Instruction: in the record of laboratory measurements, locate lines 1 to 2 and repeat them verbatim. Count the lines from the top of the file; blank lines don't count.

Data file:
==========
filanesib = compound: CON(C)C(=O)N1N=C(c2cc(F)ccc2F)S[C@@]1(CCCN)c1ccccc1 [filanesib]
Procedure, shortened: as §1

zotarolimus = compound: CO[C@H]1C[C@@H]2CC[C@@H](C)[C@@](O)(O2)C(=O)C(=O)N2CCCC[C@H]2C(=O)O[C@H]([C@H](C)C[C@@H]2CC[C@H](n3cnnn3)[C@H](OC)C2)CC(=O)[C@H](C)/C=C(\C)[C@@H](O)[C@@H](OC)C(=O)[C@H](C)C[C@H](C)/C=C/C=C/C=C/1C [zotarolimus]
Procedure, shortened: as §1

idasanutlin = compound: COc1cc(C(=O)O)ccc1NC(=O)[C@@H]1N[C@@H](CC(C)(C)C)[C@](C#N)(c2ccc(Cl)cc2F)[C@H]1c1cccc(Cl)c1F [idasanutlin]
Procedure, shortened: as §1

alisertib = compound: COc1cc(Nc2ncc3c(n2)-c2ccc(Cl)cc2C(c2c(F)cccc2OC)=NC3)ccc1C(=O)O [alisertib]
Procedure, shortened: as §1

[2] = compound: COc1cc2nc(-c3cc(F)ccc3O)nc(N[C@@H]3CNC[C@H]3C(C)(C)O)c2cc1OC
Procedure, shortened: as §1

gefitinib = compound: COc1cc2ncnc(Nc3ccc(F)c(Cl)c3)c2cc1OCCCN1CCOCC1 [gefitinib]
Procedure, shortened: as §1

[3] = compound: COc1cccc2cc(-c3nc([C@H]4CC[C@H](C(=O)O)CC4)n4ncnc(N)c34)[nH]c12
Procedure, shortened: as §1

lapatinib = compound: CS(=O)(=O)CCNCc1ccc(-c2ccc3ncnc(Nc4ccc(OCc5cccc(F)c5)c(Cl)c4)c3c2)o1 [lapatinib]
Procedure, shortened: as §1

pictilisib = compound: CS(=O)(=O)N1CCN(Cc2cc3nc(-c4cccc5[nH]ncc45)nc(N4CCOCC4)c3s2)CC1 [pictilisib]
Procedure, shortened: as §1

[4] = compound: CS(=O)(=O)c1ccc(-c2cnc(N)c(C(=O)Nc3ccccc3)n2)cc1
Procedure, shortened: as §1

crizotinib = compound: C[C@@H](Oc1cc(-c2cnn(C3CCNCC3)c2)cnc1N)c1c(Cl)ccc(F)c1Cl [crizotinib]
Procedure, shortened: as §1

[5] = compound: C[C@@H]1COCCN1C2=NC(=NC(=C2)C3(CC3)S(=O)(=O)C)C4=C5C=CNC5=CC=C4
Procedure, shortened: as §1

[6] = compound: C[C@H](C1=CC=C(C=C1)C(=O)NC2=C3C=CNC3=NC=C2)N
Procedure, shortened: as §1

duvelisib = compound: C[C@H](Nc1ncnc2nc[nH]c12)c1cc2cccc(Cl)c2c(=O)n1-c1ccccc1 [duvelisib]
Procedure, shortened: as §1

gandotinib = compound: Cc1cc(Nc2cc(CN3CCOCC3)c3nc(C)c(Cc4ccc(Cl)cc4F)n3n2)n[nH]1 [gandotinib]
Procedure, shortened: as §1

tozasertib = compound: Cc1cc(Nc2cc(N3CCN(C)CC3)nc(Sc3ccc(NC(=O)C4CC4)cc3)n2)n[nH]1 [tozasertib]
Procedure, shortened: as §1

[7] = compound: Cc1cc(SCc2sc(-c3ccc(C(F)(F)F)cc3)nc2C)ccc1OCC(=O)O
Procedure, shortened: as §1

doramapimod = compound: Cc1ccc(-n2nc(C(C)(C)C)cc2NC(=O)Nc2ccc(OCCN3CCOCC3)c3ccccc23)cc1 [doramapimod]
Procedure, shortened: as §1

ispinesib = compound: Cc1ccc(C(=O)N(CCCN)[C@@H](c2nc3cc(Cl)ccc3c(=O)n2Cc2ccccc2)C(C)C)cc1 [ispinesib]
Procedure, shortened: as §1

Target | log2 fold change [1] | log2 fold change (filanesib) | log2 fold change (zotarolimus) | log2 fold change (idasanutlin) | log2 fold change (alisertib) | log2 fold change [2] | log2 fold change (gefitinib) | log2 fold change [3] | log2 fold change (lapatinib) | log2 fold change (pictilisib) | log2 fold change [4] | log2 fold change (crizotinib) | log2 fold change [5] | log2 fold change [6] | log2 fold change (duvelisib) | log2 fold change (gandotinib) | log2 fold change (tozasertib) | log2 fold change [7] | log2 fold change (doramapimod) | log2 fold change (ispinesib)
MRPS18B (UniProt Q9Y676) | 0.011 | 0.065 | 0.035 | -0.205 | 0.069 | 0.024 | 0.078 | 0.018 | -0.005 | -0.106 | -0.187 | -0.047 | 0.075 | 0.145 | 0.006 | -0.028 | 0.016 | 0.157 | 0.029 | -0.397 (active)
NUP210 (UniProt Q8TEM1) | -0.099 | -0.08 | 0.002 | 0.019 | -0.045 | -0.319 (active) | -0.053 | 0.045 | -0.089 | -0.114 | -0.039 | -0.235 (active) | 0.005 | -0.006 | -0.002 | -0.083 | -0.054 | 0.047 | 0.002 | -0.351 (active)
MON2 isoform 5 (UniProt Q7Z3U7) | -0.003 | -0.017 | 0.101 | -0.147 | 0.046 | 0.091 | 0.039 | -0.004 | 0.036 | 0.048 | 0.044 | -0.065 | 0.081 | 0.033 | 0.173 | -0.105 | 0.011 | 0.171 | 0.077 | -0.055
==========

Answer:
filanesib = compound: CON(C)C(=O)N1N=C(c2cc(F)ccc2F)S[C@@]1(CCCN)c1ccccc1 [filanesib]
Procedure, shortened: as §1